Polar and brown bear genomes reveal ancient admixture and demographic footprints of past climate change

Research output: Contribution to journal/Conference contribution in journal/Contribution to newspaperJournal articleResearchpeer-review

  • Webb Miller
  • ,
  • Stephan C Schuster
  • ,
  • Andreanna J Welch
  • ,
  • Aakrosh Ratan
  • ,
  • Oscar C Bedoya-Reina
  • ,
  • Fangqing Zhao
  • ,
  • Hie Lim Kim
  • ,
  • Richard C Burhans
  • ,
  • Daniela I Drautz
  • ,
  • Nicola E Wittekindt
  • ,
  • Lynn P Tomsho
  • ,
  • Enrique Ibarra-Laclette
  • ,
  • Luis Herrera-Estrella
  • ,
  • Elizabeth Peacock
  • ,
  • Sean Farley
  • ,
  • George K Sage
  • ,
  • Karyn Rode
  • ,
  • Martyn Obbard
  • ,
  • Rafael Montiel
  • ,
  • Lutz Bachmann
  • ,
  • Olafur Ingólfsson
  • ,
  • Jon Aars
  • ,
  • Thomas Mailund
  • Oystein Wiig
  • ,
  • Sandra L Talbot
  • ,
  • Charlotte Lindqvist
Polar bears (PBs) are superbly adapted to the extreme Arctic environment and have become emblematic of the threat to biodiversity from global climate change. Their divergence from the lower-latitude brown bear provides a textbook example of rapid evolution of distinct phenotypes. However, limited mitochondrial and nuclear DNA evidence conflicts in the timing of PB origin as well as placement of the species within versus sister to the brown bear lineage. We gathered extensive genomic sequence data from contemporary polar, brown, and American black bear samples, in addition to a 130,000- to 110,000-y old PB, to examine this problem from a genome-wide perspective. Nuclear DNA markers reflect a species tree consistent with expectation, showing polar and brown bears to be sister species. However, for the enigmatic brown bears native to Alaska's Alexander Archipelago, we estimate that not only their mitochondrial genome, but also 5-10% of their nuclear genome, is most closely related to PBs, indicating ancient admixture between the two species. Explicit admixture analyses are consistent with ancient splits among PBs, brown bears and black bears that were later followed by occasional admixture. We also provide paleodemographic estimates that suggest bear evolution has tracked key climate events, and that PB in particular experienced a prolonged and dramatic decline in its effective population size during the last ca. 500,000 years. We demonstrate that brown bears and PBs have had sufficiently independent evolutionary histories over the last 4-5 million years to leave imprints in the PB nuclear genome that likely are associated with ecological adaptation to the Arctic environment.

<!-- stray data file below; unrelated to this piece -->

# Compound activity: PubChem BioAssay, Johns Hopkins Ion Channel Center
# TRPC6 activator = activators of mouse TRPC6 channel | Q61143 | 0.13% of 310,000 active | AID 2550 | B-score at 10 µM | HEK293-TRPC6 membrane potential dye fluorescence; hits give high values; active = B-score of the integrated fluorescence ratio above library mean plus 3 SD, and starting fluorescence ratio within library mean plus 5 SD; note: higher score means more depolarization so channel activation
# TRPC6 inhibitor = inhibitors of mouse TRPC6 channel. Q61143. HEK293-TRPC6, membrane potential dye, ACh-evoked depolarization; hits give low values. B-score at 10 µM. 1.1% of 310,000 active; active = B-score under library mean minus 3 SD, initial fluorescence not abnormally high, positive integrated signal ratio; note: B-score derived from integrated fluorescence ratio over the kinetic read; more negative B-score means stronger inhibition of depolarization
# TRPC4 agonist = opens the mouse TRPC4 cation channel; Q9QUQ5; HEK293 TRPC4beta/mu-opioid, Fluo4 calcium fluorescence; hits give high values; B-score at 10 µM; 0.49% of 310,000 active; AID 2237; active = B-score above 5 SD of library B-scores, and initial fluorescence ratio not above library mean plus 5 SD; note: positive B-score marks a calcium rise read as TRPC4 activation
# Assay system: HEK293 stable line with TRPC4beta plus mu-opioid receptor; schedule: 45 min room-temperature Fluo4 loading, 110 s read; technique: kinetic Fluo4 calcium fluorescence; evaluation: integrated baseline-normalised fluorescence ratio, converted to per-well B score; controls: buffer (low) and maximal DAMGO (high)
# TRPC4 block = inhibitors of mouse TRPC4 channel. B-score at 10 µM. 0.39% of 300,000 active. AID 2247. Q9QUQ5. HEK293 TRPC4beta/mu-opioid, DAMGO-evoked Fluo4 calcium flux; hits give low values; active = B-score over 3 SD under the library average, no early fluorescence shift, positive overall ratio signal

Original languageEnglish
JournalProceedings of the National Academy of Sciences of the United States of America
ISSN0027-8424
DOIs
Publication statusPublished - 2012

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